The bombing of Azaz, some 30 miles (50 kilometers) north of Aleppo, shattered the sense of control rebels have sought to project since they took the area from President Bashar Assad's army last month. Azaz is also the town where rebels have been holding 11 Lebanese Shiites they captured in May.
The attack came on the same day the U.N. released a report accusing Assad's forces and pro-government militiamen of war crimes during a May bloodbath in the village of Houla that killed more than 100 civilians, nearly half of them children. It said rebels were also responsible for war crimes in at least three other killings.
The long-awaited report by the U.N. Human Rights Council marks the first time the world body has referred to events in Syria as war crimes — on both the government and rebel sides — and could be used in future prosecutions against Assad or others.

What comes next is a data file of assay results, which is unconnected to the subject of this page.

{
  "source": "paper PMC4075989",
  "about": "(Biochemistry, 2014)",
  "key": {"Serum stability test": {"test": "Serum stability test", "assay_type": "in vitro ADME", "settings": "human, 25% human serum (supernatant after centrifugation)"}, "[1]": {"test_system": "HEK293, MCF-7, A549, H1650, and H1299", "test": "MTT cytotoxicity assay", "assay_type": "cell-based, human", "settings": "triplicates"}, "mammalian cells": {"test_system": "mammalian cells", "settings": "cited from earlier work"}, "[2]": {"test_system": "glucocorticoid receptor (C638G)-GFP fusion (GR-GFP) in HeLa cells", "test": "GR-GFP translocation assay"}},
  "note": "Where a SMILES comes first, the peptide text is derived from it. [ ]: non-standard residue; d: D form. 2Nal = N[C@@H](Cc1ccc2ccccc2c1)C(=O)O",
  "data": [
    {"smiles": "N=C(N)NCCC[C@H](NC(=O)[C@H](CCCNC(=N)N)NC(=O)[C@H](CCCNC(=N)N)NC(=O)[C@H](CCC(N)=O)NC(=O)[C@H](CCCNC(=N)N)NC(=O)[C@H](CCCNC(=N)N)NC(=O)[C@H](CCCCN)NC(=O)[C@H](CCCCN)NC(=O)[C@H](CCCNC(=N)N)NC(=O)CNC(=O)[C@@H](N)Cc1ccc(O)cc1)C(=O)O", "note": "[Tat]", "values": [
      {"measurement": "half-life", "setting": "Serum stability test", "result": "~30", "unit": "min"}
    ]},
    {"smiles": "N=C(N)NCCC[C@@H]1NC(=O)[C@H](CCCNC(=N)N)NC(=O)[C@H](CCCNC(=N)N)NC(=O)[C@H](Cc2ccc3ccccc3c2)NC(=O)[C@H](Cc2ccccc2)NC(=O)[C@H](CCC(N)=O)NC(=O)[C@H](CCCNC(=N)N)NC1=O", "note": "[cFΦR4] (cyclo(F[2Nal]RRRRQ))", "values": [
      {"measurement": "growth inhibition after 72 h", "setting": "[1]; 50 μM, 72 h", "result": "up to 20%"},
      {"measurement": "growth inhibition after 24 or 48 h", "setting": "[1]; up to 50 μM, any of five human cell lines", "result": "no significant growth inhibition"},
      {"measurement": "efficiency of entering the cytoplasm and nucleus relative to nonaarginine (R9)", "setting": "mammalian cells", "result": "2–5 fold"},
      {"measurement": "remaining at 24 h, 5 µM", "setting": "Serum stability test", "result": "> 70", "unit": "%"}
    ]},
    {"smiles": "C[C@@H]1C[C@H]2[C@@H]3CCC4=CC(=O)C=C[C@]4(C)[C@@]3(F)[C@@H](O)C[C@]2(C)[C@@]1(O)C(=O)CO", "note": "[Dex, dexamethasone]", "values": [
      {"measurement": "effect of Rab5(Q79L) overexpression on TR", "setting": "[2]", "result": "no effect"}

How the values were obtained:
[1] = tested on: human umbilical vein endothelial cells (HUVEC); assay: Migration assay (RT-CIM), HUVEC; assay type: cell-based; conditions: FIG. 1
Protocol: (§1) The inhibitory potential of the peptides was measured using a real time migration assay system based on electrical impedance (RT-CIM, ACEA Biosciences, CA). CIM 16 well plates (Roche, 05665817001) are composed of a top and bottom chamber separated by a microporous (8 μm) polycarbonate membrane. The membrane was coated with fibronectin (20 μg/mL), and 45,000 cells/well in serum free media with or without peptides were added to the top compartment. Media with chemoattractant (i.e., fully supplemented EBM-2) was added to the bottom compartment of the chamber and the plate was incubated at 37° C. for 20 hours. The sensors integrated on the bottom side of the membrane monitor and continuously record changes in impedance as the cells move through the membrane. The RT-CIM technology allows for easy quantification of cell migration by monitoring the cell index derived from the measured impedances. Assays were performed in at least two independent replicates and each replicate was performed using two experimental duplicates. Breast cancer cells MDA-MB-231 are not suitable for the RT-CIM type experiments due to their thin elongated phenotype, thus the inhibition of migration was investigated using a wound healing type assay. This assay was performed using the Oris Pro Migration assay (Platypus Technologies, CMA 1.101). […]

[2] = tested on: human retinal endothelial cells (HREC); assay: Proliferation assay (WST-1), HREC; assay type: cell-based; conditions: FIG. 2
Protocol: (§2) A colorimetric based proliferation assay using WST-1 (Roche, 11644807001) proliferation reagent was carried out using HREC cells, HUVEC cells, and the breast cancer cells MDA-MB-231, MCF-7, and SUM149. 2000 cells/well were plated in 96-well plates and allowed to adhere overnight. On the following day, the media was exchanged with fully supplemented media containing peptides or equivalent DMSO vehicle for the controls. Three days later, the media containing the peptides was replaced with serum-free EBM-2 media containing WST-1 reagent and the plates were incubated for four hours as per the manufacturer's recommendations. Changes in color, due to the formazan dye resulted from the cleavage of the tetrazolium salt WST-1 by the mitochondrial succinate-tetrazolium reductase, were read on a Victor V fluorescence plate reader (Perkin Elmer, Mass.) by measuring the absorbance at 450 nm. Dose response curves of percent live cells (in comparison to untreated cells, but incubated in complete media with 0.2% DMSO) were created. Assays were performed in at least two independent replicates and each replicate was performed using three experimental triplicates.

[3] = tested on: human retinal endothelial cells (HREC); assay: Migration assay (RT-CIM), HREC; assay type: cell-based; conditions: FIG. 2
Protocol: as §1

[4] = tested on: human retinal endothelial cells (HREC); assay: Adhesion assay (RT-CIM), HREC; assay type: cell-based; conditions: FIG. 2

It said the scale of the Houla carnage indicated "involvement at the highest levels" of Syria's military and government. The council also said the conflict is moving in increasingly brutal directions on both sides.
Also on Wednesday, the Organization of Islamic Cooperation, comprised of 57 member states, released a final statement from its two day summit in Saudi Arabia's Muslim holy city of Mecca urging support of the opposition. The statement did not mention suspending Syria's membership, but OIC Secretary-General Ekmeleddin Ihsanoglu told reporters after the summit that the organization had agreed to do so. The move is largely symbolic.